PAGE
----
Recommended way of proposing changes in someone else Fedora packages configuration
ctubbsii-fedora at apache.org
Mon Oct 19 17:32:26 UTC 2015
On Mon, Oct 19, 2015 at 9:42 AM Jared K. Smith <jsmith at fedoraproject.org>
> On Sun, Oct 18, 2015 at 3:37 PM, Marcin Zajączkowski <mszpak at wp.pl> wrote:
>> I like the idea with mirroring Fedora Git to GitHub. Read only mirror
>> just to be a dedicated place for that kind of contributions (via pull
> While I like the idea of making it easier for people to submit patches,
> I'm not sure setting up a read-only GitHub mirror is the answer.
> In my day job, I happen to maintain a huge GitHub mirror of a large open
> source code repository where the upstream has not yet moved to Git.
> Unfortunately, what happens is that people submit pull requests against the
> read-only mirror, but the upstream maintainers rarely if ever look at the
> pull requests. We end up closing most of the pull requests with a message
> that says "Contact upstream directly and try to get your patches to them."
The ASF uses a pubsub bot to notify project's devel mailing lists when a PR
is issued against the read-only mirrors on GitHub. This email contains
instructions on how to add a second remote and perform the pull request
manually. It also explains how to force the PR to be closed without write
access to the mirror (with a commit message that says something like "this
closes #X", where X is the PR number, which gets processed when the mirror
is next sync'd). In this way, it opens up the community to a wider audience
by enabling contributors to use tools they are comfortable with, but in a
way that doesn't technically add a dependency on GitHub. Fedora could do
something similar by automatically opening a BZ issue, in the same way
upstream monitoring opens up new BZs.
I know this would be really useful, because before I submitted my first
package to Fedora, I had a slightly difficult time figuring out how to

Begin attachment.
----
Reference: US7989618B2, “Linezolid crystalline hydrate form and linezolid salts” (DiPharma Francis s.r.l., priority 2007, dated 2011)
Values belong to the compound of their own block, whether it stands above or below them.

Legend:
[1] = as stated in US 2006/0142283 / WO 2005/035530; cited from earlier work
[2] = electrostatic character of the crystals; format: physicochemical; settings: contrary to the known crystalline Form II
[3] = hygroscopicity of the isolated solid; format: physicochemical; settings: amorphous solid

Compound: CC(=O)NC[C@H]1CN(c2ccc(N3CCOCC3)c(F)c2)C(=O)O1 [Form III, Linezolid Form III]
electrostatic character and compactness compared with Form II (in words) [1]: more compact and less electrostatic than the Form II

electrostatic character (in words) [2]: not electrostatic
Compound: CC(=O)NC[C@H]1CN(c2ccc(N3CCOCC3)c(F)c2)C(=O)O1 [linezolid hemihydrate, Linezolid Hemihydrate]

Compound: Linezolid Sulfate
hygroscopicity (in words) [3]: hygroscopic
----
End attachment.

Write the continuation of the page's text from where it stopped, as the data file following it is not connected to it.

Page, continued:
contribute, or even check out and view a project's git repository (doing an
anonymous clone with fedpkg wasn't obvious).
> I also think it would be non-trivial to map Fedora users to GitHub
> accounts, or to keep said information in sync.
This would be non-trivial... but it's also completely unnecessary. The
mirrors can/should be read-only while the Fedora repos remain
authoritative, with maintainer write-access.
The ASF does allow committers to affiliate with the ASF org in GitHub
(where the read-only mirrors exist) by voluntarily adding their GitHub
usernames to a database, but this doesn't get them any special access to
the mirrors... it's just for flair, to show off their membership on their
GitHub profile. As far as I'm concerned, this is a completely unnecessary
thing to do. Perhaps at some point, we could do this by offering a
voluntary field for GitHub username, but it's certainly not essential to
using GitHub to enable pull-requests.
Of course, Fedora doesn't have to do it the way the ASF did, but I think
there's value in looking at what they've done, because there's value in
exposing Fedora's packages to a large (and growing) community of GitHub.
-------------- next part --------------
An HTML attachment was scrubbed...
More information about the devel